frivolous friday



on my christmas wish list ....

Madness, Rack, and Honey 
by Mary Ruefle

The book is a series of essays on the craft of writing by poet, Mary Ruefle.  Weston Cutter of The Kenyon Review writes:

... here’s the first paragraph of Ruefle’s intro to Madness, Rack, and Honey

 “I never set out to write this book. In 1994 I began to be required to deliver standing lectures to graduate students, and the requirement terrified me. I was told the students preferred informal spontaneous talks, but I am a rotten and unsteady extemporizer. I preferred to write my lectures because I am a writer and writing is my natural act, more natural than speaking.” 

Ahem. Ruefle, in the intro and in all the essays in Madness, Rack, and Honey, confronts this duality, the split pullings of wanting to write, wanting to say things, and finding the act hard at best, seemingly impossible on some days.

~ A Few Excerpts from  Madness, Rack, and Honey ~

~ from the essay Kangaroo Beach:

"Isn't all art irreverent? It is irreverent to create that which doesn't exist; the newly made thing flies in the face of the already created and as such is based on negation (what already exists is simply not enough!), but born also out of the greatest reverence for all that already is. When Borges, visiting the Sahara, picked up a little bit of sand, carried it in his hand and let it fall someplace else, he said, "I am modifying the Sahara," and he wrote that this was one of the most significant memories of his stay. What Borges did is what we do when we write poems after millennia of poem writing. We aren't saving the Sahara, we are modifying it, and you have to be irreverent to think you can modify the Sahara in the first place, and sincere in your attempt to do so." 

~ And ~

~ from the essay On Beginnings:

~ Or ~

~ from the essay Twenty-Two Short Lectures:


Eighty-five percent of all existing species are beetles and various forms of insects.

English is spoken by only 5 percent of the world's population.

One of the greatest stories ever written is the story of a man who wakes to find himself transformed into a giant beetle.

~  I can't wait to sink my teeth into this book!  ~



now THIS is the poetry of love ...

johnny and june cash

Read more HERE
from House of Cash compiled by John Carter Cash



Someone spoke to me last night,
told me the truth. Just a few words,
but I recognized it.
I knew I should make myself get up,
write it down, but it was late,
and I was exhausted from working
all day in the garden, moving rocks.
Now, I remember only the flavor —
not like food, sweet or sharp.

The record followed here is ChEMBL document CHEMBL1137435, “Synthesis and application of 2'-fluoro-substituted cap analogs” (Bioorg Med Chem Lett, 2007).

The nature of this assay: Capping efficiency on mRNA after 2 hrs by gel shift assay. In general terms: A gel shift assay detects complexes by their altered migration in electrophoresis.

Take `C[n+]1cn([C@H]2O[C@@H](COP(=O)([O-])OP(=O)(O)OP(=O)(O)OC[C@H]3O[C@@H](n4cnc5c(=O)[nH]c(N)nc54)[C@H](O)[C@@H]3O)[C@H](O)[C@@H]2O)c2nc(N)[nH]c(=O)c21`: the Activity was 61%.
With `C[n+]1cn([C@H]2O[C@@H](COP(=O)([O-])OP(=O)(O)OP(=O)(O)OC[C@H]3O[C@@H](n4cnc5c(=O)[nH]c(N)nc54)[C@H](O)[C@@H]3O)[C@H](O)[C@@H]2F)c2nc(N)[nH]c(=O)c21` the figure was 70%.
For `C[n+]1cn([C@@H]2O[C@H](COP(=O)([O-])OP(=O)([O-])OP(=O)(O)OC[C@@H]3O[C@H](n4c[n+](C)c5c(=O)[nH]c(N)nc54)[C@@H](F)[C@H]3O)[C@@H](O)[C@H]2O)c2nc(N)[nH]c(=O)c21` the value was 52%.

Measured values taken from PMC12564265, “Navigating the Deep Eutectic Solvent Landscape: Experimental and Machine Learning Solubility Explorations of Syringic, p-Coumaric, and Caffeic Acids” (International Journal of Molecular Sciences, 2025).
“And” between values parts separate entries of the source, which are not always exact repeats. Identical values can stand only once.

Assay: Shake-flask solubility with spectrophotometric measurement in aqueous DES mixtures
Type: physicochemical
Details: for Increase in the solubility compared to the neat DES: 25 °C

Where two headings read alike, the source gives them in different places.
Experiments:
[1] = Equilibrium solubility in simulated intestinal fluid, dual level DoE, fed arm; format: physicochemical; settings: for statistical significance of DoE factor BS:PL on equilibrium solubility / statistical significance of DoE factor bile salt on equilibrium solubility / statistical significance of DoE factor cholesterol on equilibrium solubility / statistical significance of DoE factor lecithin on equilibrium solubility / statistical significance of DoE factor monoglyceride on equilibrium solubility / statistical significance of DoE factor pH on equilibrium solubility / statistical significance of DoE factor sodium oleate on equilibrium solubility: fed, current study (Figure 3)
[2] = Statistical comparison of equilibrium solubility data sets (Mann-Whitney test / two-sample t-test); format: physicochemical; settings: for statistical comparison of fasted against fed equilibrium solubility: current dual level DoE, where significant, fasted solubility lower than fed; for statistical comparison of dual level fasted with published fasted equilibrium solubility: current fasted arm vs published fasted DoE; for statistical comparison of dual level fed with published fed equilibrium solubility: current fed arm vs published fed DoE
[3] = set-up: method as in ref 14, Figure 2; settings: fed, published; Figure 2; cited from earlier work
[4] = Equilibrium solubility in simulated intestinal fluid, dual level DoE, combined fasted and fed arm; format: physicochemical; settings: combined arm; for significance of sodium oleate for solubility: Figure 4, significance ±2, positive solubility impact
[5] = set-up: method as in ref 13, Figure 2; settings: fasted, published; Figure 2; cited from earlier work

More like a fine powder, like dust.
And I wasn’t elated or frightened,
but simply rapt, aware.
That’s how it is sometimes —
God comes to your window,
all bright light and black wings,
and you’re just too tired to open it.
~ by Dorianne Laux
from What We Carry

happy alburquerque turkey day

Sing to the tune of "Oh My Darlin', Clementine"

Albuquerque is a turkey
And he's feathered and he's fine
And he wobbles and he gobbles
and he's absolutely mine.

He's the best pet that you can get..
Better than a dog or cat.
He's my Albuquerque turkey
And I'm awfully proud of that.

He once told me , very frankly
he preferred to be my pet,
not the main course at my dinner,
and I told him not to fret.

And my Albuquerque turkey
is so happy in his bed,
'Cause for our Thanksgiving dinner...
We had egg foo yong instead.



the churkendoose

Story and Words by Ben Ross Berenberg,
Music by Alec Wilder Written in 1946
Ray Bolger as The Churkendoose;
Orchestra conducted by Mitchell Miller



don't tell anyone

We had been married for six or seven years
when my wife, standing in the kitchen one afternoon, told me
that she screams underwater when she swims—

that, in fact, she has been screaming for years
into the blue chlorinated water of the community pool
where she does laps every other day.  

Buttering her toast, not as if she had been
concealing anything,
not as if I should consider myself

personally the cause of her screaming,
nor as if we should perform an act of therapy  
right that minute on the kitchen table,

—casually, she told me,
and I could see her turn her square face up
to take a gulp of oxygen,

then down again into the cold wet mask of the unconscious.
For all I know, maybe everyone is screaming
as they go through life, silently,

politely keeping the big secret
that it is not all fun
to be ripped by the crooked beak

of something called psychology,
to be dipped down
again and again into time;

that the truest, most intimate
pleasure you can sometimes find
is the wet kiss

of your own pain.
There goes Kath, at one pm, to swim her twenty-two laps
back and forth in the community pool;

—what discipline she has!
Twenty-two laps like twenty-two pages,
that will never be read by anyone.
~ by Tony Hoagland
from Poetry (July/August 2012).



It could be the name of a prehistoric beast
that roamed the Paleozoic earth, rising up
on its hind legs to show off its large vocabulary,
or some lover in a myth who is metamorphosed into a book.

It means treasury, but it is just a place
where words congregate with their relatives,
a big park where hundreds of family reunions
are always being held,
house, home, abode, dwelling, lodgings, and digs,
all sharing the same picnic basket and thermos;
hairy, hirsute, woolly, furry, fleecy, and shaggy
all running a sack race or throwing horseshoes,
inert, static, motionless, fixed and immobile
standing and kneeling in rows for a group photograph.